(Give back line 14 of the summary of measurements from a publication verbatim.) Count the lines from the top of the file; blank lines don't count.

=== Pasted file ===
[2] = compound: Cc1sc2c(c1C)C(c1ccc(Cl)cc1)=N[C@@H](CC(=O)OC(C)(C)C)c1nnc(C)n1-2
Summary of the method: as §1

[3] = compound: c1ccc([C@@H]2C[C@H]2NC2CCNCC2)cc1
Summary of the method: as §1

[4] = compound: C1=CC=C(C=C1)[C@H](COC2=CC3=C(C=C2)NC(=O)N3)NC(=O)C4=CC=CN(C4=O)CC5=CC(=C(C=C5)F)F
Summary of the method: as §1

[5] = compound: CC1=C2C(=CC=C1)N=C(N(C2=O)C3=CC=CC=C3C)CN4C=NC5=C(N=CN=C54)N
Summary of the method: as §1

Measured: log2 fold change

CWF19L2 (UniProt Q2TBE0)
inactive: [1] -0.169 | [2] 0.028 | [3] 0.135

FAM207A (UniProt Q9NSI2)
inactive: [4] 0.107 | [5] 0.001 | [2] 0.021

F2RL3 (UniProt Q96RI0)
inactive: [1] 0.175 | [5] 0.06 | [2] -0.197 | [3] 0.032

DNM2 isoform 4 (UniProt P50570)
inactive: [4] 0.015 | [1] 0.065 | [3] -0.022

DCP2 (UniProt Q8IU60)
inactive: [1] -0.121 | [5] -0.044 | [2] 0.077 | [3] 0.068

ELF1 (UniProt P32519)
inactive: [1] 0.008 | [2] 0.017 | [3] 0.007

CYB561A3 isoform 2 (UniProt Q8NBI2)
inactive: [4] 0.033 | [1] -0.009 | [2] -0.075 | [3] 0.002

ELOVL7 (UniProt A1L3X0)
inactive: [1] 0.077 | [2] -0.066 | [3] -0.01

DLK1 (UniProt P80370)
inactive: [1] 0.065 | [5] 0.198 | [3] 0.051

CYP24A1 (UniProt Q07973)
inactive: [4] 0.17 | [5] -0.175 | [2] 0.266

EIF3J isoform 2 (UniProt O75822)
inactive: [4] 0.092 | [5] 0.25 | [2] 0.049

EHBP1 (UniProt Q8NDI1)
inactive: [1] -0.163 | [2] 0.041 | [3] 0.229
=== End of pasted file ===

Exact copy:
F2RL3 (UniProt Q96RI0)